Relations with Sweden are especially important for Poland. Both countries’ joint initiative, the Eastern Partnership, and Stockholm’s skeptical view of the Nord Stream gas pipeline built by Russia and Germany at the bottom of the Baltic Sea, have shown just how many interests the two countries have in common. In spite of certain differences, Finland’s picture of Russia is also closer to Poland’s than to France’s, while Norway shares Poland’s strong trans-Atlantic instincts.
Poland should also be more active in regional organizations and initiatives (Council of the Baltic Sea States, Union of the Baltic Cities) and as part of the Euroregion Baltic. For countries located on the Baltic, Poland’s active participation in the EU Strategy for the Baltic Sea—a Swedish initiative to be pursued within the framework of the European Union’s Northern Dimension—will be a test of its involvement in the region. The adoption of the strategy along with the action plan took place in December 2009. Poland should also intensify its relations with the Baltic states, also in the social sphere, and it would be worthwhile to increase tourist traffic, which is relatively well developed already between Poland and Lithuania, and also Latvia.
It is important to bear in mind that countries of the Baltic are also very important in terms of the Polish energy strategy. The first attempt to diversify gas supplies taken by Poland in 2001 rested on the concept of building a gas pipeline from Norway through the Danish straits. It ended with the signing of agreements that were not later ratified. At present, diversification is planned through the construction of a gas port in Świnoujście, with the government’s decision in this respect adopted in 2009.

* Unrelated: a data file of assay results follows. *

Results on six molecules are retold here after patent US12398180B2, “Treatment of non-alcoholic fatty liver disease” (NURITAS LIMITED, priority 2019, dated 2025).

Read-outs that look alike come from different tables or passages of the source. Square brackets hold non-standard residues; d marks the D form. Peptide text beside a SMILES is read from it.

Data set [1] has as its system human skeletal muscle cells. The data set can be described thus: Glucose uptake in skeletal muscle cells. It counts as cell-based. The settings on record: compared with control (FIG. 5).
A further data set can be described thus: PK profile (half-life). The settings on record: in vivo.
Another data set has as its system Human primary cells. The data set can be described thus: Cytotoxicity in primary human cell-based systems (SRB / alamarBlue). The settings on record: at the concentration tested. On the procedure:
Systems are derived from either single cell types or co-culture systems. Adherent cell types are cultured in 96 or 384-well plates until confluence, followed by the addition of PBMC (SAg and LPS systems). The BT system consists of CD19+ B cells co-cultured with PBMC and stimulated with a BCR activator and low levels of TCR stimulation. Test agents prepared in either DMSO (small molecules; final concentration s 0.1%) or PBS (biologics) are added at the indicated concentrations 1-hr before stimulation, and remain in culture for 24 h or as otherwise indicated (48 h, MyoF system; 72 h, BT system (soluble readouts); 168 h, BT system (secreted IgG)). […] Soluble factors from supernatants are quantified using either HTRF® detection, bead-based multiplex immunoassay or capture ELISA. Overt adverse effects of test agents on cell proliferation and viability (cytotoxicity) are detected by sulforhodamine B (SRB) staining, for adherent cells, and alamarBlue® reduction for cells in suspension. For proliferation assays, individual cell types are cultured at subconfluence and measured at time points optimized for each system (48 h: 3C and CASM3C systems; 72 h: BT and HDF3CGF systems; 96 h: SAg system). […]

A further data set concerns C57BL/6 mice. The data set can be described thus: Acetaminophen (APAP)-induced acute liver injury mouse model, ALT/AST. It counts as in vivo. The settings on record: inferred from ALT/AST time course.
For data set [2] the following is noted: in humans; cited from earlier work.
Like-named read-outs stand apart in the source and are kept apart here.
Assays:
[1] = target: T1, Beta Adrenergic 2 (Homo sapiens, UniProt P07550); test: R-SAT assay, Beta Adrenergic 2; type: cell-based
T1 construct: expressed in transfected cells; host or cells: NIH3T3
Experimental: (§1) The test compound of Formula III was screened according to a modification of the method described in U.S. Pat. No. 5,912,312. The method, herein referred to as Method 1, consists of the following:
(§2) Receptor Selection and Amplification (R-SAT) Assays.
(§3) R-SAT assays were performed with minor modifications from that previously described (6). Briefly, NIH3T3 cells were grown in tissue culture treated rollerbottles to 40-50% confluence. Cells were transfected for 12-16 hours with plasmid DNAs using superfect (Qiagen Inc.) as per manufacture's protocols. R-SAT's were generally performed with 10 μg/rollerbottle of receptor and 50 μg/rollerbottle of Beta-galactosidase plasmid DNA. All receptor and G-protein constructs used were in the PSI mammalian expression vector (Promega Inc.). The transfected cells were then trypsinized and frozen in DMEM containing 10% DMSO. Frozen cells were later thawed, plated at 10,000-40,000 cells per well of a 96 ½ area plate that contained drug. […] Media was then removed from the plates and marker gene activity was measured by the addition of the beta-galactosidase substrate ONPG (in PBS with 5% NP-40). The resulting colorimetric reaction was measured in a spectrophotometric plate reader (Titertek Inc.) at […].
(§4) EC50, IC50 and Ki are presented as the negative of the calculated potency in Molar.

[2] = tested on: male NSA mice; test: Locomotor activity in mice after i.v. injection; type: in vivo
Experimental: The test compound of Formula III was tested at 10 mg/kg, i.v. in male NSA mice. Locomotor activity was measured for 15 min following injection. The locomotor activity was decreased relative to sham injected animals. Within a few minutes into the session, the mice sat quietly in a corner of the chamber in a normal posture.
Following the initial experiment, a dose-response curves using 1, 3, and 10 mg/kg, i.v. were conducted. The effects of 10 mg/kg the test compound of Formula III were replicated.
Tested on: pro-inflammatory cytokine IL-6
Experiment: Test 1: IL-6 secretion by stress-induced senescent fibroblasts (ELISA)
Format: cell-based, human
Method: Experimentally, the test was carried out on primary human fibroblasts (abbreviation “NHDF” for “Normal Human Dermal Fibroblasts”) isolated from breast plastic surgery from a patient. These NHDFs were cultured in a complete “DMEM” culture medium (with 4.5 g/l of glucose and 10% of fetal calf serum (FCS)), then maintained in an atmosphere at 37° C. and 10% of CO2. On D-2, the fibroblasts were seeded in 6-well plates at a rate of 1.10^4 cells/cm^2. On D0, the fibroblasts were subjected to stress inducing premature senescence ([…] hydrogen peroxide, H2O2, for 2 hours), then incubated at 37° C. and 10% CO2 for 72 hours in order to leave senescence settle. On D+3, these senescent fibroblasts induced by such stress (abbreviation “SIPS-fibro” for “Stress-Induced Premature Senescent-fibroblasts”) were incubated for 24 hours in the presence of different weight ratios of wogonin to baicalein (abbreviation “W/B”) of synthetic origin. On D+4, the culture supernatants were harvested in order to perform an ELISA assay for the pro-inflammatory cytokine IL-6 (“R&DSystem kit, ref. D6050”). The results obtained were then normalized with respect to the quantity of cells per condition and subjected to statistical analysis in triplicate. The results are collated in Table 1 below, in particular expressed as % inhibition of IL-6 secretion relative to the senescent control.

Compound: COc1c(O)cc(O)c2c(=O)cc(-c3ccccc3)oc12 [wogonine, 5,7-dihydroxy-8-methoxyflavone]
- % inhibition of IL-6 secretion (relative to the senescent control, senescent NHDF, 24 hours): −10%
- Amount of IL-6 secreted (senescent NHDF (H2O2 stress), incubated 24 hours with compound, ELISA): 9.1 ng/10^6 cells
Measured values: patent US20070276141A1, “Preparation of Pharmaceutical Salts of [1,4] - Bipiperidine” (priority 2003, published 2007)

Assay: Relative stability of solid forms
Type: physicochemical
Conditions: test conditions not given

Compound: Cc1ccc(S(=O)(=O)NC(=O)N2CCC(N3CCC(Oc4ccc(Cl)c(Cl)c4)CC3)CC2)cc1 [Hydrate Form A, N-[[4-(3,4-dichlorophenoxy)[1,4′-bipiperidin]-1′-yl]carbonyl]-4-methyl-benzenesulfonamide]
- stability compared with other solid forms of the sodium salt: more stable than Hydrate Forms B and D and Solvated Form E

The project of laying the Nord Stream gas pipeline at the bottom of the Baltic Sea to link Russia directly with Germany while by-passing Belarus, Ukraine and Poland is a source of great anxiety in Poland. For Russia, this project is a means to strengthen its position in relations with Kyiv, as well as a means to exert strong pressure on Minsk. Thanks to the pipeline, Russia will reduce its dependence on Ukrainian intermediation in exporting gas to Europe. The aim of the gas pipeline—from Moscow’s viewpoint—is to establish closer ties between Russia and Germany.
In effect, it is not a coincidence that the Nord Stream pipeline has become one of the most important causes of tensions in Poland’s relations with Germany. There is a threat that the pipeline’s construction at the bottom of the sea in the vicinity of Świnoujście will hamper both the construction of the gas port there and the passage of deep sea vessels transporting liquid gas. There is little Poland can do to block this project. Maritime law allows for the construction of a pipeline at the bottom of the sea belonging to one country by third countries and only environmental arguments can be advanced in order to alter its course. For this reason, Poland should concentrate on building the gas port.
The Baltic dimension is also significant for Poland in the context of nuclear and other types of energy. Sweden and Finland are the two most innovative countries in the EU, also in the sphere of new energy sources. In early 2009, Sweden decided to resume work on nuclear energy. It would be worthwhile for Poland to take advantage of Swedish assistance in the construction of its own nuclear plants, which in the long run are meant as the most important component guaranteeing Poland’s energy security. Poland is also holding talks with Lithuania on building a nuclear power plant, with its power as well as construction and energy costs yet to be decided. As a counter-proposal, Russia suggested that Poland and Lithuania use, on convenient terms (low energy costs), the new nuclear power plant it intends to build in the Kaliningrad District. From the perspective of Poland’s long-term energy security, a better solution would be building its own—even if more expensive—nuclear power plants in cooperation with other EU countries.